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Whitepaper

Deploying Citrix XenServer 5.0 with


Dell EqualLogic PS Series storage
Table of contents
Dell EqualLogic PS Series Storage .......................................................................................................4
XenServer 5.0 Dell Edition Overview .....................................................................................................5
Whats new in XenServer 5.0 Dell Edition?.........................................................................................5
Expanded hardware and systems management support ...............................................................5
Faster and more powerful..............................................................................................................5
Simplifed management .................................................................................................................6
Disaster proof................................................................................................................................6
The only dynamic provisioning game in town.................................................................................6
EqualLogic PS Series and XenServer....................................................................................................7
Optimized Utilization..........................................................................................................................7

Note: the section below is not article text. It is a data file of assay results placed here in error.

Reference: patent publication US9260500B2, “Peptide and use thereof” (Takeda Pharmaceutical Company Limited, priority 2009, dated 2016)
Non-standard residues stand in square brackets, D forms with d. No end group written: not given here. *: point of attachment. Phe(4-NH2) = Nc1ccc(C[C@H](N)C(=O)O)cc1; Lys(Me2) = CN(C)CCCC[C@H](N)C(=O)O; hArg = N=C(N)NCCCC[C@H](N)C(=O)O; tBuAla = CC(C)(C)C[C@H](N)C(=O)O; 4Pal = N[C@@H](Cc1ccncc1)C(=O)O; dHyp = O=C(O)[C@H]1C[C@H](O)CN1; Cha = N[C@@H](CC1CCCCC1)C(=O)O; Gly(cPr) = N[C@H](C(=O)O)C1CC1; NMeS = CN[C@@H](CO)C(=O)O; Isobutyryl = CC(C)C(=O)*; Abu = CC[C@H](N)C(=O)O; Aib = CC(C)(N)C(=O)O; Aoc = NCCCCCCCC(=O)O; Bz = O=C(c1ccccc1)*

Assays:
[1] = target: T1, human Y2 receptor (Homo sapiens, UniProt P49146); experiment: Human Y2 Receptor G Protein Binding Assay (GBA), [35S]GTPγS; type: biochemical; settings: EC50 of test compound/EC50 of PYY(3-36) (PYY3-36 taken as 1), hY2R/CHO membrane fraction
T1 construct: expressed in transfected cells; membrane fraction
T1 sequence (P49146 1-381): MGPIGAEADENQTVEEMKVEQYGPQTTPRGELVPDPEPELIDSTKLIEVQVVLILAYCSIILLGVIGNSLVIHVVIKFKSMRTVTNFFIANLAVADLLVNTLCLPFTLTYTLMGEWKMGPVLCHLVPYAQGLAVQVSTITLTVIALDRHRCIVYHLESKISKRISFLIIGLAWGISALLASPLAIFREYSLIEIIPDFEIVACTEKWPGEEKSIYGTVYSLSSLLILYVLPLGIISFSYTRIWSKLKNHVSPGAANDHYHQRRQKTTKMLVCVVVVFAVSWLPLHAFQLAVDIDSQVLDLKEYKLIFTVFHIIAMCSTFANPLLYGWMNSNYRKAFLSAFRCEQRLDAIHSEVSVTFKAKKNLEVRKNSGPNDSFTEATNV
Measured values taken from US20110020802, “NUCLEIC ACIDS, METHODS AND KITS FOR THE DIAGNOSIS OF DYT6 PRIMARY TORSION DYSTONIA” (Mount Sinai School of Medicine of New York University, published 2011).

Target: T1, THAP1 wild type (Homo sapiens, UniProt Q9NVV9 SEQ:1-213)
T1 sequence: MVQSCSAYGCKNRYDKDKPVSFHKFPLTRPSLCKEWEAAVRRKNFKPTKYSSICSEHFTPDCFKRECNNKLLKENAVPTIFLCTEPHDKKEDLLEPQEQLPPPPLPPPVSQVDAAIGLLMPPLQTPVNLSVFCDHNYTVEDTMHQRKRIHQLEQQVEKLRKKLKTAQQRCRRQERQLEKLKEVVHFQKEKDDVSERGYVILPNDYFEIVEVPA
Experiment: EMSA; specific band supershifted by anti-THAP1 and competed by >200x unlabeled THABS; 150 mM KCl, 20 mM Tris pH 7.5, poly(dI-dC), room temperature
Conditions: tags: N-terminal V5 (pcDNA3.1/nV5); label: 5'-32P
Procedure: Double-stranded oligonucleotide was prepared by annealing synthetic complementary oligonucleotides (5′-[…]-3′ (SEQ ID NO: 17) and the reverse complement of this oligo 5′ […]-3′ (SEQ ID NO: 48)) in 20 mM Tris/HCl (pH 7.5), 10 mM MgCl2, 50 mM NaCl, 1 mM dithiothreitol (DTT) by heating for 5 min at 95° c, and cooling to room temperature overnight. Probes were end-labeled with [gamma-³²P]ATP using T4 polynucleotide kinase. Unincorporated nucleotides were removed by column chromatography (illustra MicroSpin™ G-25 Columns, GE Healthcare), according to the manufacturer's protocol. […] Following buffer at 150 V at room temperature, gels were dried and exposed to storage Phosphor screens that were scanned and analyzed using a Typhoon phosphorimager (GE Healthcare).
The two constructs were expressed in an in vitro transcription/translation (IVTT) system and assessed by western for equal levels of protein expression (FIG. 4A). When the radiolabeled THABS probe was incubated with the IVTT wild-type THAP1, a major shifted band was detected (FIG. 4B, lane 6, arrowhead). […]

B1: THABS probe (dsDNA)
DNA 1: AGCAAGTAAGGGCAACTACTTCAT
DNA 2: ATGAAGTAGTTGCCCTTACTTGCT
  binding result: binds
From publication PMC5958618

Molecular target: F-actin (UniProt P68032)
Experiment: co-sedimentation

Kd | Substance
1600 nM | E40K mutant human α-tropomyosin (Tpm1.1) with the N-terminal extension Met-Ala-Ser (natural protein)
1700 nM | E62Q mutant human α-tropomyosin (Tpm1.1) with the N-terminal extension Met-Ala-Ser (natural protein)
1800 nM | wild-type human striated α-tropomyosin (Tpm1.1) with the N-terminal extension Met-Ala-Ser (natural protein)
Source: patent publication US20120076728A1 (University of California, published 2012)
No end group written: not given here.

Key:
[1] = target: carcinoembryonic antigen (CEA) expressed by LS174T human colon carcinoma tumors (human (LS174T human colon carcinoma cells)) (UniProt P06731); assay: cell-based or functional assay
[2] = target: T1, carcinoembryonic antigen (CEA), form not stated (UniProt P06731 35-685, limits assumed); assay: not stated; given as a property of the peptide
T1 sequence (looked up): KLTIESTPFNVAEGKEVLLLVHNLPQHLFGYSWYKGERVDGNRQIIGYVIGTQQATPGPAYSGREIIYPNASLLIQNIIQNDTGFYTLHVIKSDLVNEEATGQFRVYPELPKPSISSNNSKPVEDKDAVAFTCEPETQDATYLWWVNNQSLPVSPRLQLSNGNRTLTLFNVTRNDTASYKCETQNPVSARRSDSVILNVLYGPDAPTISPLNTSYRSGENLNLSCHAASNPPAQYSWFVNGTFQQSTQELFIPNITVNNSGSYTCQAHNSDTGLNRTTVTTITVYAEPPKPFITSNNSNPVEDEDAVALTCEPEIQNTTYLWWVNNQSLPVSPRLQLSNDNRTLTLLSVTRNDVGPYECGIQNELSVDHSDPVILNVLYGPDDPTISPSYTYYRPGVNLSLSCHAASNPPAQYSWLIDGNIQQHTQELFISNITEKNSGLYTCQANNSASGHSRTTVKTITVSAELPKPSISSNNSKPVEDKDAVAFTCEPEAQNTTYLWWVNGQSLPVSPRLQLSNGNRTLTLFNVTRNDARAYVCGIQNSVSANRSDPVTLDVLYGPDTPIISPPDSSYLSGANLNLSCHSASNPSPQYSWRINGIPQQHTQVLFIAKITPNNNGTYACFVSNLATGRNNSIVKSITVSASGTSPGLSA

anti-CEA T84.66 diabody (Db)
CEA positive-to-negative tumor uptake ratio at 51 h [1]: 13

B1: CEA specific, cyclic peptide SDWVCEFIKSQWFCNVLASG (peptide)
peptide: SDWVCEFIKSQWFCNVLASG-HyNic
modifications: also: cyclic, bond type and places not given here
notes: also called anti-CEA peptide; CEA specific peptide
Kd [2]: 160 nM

Reduced Deployment Time and Effort...............................................................................................7
Reduced Management Complexity ...................................................................................................7
High Availability .................................................................................................................................8
High Scalability .................................................................................................................................8
Increased Flexibility ...........................................................................................................................8
XenServer Storage Model and Defnitions .............................................................................................9
Dell EqualLogic PS Series Feature Defnitions .....................................................................................11
Volume............................................................................................................................................11
Thin Provisioning.............................................................................................................................11
Volume Snapshots..........................................................................................................................11